It’s difficult to make a curriculum relevant to the lives of 25 teenagers,  meeting all of their needs and wants.

It’s difficult to scaffold lessons, pushing students to the edge of their zones of proximal development.

It’s difficult to create a classroom  where students read and write authentically, not just “playing school” for extrinsic rewards. … KEEP READING

Why I Do Not Teach Classical Literature

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There are many reasons why I do not teach Classic literature, so why bother talking about them? There is no point in discussing the enhanced vocabulary of someone who reads Cicero and Shakespeare. Likewise, there is little purpose in pointing out the countless references that even contemporary literature and culture make to the foundational stories of the Greeks and Romans. For the same reason, I will not talk about turns of a phrase that have passed into our vernacular from the giants of British literature and the value of understanding them in their original contexts. I am certainly not going to comment on the fact that the previous three sentences form a tricolon crescens, a grouping of three ideas, each of which is expressed with greater complexity. There is also the fact that this entire paragraph is an example of praeteritio, a device by which an author draws attention to something by claiming to do no such thing, despite that both devices have their origins in the literature of Classical antiquity and continue to be powerful literary and rhetorical tools today. I do, however, teach Classic, specifically Classical, literature, and if these benefits and their like are not the reasons, then what is? … KEEP READING

Student Accessible: A Promise to My Students

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All too often, teachers get the reputation of being unavailable after they leave campus. Granted, there are many teachers who do not leave campus before 6:00 pm or later; but after that, their students are on their own. On the first day of each semester, I make a promise to my students:

If you have a question or a concern, you have two main outlets through which you can reach me (Twitter and email), and I will always respond to you within thirty minutes up to 10:30 pm. If you haven’t heard from me within thirty minutes, check the email address to be sure you typed it correctly, and email me again. Technology willing, you will get a timely response from me.

KEEP READING

The Power of Highlighting Essays

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The highlighter is a common tool in annotating. Literary texts are coded with different colors making grouping of ideas easy for students. Teachers and students, however, tend to put the highlighters down when it comes to essays and miss the opportunity to improve writing through visual learning. Taking time to mark essays slows the students down in their reading and studying of writing and gives them a visual of the construction of an essay. Highlighting or coding essays can be used in several ways. … KEEP READING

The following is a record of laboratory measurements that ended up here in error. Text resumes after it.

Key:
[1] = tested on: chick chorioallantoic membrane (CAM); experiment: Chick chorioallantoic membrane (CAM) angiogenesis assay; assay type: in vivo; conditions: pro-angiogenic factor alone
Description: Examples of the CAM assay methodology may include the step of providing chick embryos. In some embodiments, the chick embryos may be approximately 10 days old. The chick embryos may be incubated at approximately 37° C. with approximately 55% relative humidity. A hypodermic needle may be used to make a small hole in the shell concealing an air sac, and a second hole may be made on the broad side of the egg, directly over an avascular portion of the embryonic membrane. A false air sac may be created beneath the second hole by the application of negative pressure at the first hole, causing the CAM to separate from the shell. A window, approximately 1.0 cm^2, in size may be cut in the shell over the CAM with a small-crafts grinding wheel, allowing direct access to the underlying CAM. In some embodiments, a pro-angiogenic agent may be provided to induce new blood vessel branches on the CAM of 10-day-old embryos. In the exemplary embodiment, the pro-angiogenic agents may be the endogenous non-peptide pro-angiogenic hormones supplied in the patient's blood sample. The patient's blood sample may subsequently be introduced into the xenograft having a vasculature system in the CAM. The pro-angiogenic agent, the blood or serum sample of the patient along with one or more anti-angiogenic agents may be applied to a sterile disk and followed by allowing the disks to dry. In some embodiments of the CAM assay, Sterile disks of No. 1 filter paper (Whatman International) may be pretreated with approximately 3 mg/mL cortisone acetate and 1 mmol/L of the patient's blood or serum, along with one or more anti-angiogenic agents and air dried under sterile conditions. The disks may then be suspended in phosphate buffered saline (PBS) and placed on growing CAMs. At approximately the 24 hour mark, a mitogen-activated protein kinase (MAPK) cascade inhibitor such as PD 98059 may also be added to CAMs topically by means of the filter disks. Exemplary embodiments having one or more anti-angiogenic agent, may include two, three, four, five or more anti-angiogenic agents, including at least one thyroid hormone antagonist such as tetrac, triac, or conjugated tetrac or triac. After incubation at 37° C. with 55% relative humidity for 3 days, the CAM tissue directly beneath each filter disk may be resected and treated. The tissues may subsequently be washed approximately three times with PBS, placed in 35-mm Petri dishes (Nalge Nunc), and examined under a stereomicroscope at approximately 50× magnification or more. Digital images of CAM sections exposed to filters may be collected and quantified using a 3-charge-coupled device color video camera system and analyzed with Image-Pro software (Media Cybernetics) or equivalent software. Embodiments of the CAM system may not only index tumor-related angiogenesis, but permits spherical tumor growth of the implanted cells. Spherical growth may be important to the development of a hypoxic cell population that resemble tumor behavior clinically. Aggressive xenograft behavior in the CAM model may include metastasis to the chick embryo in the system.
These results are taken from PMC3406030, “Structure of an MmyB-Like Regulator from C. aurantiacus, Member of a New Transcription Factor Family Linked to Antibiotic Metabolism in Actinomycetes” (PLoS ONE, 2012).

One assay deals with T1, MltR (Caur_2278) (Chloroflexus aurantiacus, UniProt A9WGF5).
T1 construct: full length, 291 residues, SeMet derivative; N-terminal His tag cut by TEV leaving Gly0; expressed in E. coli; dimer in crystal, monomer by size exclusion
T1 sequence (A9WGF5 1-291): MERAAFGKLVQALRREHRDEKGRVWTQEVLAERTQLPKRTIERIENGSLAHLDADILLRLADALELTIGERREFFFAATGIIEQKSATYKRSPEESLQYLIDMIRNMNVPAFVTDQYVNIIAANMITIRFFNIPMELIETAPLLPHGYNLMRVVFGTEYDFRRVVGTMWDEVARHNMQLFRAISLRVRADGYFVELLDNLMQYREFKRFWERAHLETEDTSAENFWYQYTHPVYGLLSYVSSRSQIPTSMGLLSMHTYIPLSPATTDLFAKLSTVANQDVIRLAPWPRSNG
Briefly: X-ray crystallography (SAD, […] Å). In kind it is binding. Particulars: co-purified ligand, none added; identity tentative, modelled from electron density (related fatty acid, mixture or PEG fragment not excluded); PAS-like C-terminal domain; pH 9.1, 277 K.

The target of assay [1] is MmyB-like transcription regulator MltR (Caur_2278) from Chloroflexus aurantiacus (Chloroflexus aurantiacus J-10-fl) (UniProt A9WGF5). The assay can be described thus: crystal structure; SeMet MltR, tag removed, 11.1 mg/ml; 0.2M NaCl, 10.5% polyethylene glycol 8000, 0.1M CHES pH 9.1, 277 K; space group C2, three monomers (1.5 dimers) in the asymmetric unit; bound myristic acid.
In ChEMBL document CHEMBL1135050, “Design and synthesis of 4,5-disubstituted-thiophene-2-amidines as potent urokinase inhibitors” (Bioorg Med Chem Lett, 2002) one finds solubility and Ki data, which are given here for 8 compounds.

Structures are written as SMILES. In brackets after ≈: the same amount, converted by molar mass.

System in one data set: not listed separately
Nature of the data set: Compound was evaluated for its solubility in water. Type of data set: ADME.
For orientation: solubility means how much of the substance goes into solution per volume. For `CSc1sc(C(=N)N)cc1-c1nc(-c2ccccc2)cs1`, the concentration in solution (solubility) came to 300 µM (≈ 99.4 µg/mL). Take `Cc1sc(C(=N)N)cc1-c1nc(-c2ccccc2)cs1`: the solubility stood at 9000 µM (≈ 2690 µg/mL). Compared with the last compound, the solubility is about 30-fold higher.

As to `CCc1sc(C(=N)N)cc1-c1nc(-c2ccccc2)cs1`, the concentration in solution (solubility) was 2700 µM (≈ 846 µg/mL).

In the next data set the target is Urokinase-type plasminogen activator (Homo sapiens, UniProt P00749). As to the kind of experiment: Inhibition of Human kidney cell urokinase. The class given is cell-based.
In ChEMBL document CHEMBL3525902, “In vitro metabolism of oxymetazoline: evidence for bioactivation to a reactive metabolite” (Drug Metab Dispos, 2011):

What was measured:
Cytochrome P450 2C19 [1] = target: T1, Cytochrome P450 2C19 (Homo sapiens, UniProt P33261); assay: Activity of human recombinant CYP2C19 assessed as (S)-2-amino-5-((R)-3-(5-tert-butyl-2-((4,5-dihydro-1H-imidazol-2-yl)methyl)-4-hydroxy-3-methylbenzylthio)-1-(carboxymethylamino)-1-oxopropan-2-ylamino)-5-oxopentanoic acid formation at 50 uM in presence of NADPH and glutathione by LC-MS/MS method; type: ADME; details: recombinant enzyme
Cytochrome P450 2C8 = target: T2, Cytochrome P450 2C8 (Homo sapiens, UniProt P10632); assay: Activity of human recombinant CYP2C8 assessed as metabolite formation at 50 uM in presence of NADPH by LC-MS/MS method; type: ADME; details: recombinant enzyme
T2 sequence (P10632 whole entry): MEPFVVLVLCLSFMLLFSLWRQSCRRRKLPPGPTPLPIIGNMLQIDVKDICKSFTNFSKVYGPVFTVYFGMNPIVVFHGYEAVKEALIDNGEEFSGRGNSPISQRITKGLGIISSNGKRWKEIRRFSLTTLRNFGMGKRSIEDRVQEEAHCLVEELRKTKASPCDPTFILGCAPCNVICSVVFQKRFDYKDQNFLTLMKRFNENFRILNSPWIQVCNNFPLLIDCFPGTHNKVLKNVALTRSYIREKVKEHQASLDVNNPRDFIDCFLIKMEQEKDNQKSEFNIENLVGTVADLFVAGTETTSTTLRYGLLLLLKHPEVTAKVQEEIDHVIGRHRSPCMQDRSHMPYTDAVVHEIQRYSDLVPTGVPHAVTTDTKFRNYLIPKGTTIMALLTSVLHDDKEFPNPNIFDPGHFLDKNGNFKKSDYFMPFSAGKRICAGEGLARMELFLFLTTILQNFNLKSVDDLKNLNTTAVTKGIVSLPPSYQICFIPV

It Is OK to Doodle

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Let me start with a little secret … I cannot draw.

I tell my students this and try to show them that they don’t have to be great artists to create art that helps them think critically about texts. This is even more important now that I work at a high school where one of the four pillars of our plan is an arts-infused curriculum. One of the educators who helped to write the plan, and who is now our principal, explained to me that arts-infused means thinking through art. We’re not trying to be a Fame school, but rather we’re trying to use the arts as a way of thinking across disciplines.

The idea of an arts-infused curriculum was a huge draw for me as a teacher. I have always incorporated art into my teaching of English. I have asked kids to storyboard and create other types of artistic interpretations of text, often using symbols to represent their thinking. I know that some teachers subtly put down this type of work. They argue that it just isn’t rigorous. Despite the deep thinking I see when students use drawing or art, I had trouble articulating how it helped my students think through text.

Luckily, a couple of things have happened recently that have helped me understand why incorporating art is worth it. … KEEP READING